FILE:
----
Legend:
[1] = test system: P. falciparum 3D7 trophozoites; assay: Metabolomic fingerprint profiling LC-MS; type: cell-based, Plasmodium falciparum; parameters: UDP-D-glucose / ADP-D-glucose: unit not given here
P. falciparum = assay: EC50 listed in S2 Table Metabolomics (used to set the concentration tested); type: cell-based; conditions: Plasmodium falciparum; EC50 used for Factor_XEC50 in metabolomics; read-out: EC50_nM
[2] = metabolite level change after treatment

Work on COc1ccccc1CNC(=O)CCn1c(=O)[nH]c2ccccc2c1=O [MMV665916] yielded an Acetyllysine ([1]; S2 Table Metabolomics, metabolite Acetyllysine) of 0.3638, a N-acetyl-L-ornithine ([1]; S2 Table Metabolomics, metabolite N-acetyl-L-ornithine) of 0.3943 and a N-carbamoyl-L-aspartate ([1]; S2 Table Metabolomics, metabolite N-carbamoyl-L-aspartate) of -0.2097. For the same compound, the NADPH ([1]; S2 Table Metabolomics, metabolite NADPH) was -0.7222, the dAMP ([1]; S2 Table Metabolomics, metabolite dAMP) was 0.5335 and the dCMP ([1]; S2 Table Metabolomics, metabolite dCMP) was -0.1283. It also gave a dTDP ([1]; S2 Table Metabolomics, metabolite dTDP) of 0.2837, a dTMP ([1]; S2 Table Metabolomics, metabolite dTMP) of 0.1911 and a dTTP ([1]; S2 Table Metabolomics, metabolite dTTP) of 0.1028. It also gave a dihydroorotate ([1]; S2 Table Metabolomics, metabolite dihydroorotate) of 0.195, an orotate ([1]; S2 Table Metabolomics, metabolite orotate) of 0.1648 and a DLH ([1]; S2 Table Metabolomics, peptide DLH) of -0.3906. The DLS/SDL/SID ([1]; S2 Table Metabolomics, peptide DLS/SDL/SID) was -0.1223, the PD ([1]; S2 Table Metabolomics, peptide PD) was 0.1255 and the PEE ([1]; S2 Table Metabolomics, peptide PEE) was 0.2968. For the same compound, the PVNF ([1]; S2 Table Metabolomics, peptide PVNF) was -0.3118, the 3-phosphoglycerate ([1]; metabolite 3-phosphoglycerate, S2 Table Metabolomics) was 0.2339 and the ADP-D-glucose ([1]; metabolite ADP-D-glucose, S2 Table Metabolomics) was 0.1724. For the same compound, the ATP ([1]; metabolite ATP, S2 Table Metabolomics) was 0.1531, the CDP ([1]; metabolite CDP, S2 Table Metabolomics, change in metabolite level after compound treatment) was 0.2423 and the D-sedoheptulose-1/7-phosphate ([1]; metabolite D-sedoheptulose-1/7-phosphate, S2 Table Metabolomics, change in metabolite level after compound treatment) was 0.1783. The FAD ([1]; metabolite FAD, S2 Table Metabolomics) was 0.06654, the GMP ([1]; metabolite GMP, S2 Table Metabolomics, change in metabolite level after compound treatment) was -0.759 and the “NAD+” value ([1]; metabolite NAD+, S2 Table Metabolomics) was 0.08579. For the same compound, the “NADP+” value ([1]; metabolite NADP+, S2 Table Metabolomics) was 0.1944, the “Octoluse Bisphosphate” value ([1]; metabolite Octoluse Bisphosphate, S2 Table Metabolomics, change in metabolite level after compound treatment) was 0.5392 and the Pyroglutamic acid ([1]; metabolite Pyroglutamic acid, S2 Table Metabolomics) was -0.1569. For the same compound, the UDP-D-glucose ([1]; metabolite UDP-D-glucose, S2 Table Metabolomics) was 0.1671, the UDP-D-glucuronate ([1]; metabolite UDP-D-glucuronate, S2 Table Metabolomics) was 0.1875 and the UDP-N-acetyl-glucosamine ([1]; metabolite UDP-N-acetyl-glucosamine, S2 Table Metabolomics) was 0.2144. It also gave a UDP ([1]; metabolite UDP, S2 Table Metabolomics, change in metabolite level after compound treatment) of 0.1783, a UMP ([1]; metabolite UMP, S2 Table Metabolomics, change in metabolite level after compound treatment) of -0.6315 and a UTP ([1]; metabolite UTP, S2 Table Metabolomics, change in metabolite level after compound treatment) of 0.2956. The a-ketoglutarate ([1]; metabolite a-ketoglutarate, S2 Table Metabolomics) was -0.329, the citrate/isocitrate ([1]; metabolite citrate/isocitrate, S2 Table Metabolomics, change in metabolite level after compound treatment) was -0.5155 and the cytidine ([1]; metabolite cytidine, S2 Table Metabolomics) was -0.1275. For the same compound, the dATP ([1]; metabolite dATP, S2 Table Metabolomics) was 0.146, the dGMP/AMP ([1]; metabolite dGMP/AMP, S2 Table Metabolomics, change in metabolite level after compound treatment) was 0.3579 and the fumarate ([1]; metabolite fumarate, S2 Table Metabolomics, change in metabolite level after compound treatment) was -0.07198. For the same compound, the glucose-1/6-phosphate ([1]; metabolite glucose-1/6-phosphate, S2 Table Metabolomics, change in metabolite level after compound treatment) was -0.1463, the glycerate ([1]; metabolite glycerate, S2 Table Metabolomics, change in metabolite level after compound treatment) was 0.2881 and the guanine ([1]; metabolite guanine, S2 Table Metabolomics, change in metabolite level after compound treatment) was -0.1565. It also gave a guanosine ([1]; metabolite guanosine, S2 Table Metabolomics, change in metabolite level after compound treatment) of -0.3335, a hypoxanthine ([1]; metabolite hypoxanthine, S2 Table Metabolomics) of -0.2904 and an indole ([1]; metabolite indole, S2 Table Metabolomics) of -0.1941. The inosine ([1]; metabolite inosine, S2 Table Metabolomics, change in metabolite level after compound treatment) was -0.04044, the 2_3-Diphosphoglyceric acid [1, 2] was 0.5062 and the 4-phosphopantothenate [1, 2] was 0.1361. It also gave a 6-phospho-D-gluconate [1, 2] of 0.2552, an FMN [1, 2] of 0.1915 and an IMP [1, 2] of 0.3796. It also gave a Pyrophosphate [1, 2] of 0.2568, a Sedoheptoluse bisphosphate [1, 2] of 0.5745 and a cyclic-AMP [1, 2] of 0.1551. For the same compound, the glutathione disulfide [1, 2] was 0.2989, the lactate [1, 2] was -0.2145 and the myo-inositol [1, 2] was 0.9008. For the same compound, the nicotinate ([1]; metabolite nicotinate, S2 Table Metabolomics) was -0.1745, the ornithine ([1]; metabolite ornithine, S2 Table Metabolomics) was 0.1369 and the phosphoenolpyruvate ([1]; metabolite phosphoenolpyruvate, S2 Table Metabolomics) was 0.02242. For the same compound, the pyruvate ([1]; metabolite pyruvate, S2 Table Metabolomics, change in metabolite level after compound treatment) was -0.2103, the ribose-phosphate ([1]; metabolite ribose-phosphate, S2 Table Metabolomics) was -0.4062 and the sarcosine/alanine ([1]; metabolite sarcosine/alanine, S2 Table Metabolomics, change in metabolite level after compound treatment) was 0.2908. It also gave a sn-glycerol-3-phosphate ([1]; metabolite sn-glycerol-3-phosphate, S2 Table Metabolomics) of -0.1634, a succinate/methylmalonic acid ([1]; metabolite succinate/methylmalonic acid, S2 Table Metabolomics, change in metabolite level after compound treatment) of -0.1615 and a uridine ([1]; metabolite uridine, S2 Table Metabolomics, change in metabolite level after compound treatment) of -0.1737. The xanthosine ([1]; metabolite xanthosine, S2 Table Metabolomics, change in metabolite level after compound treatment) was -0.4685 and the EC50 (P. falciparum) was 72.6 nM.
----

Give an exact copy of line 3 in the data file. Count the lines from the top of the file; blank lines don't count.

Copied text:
P. falciparum = assay: EC50 listed in S2 Table Metabolomics (used to set the concentration tested); type: cell-based; conditions: Plasmodium falciparum; EC50 used for Factor_XEC50 in metabolomics; read-out: EC50_nM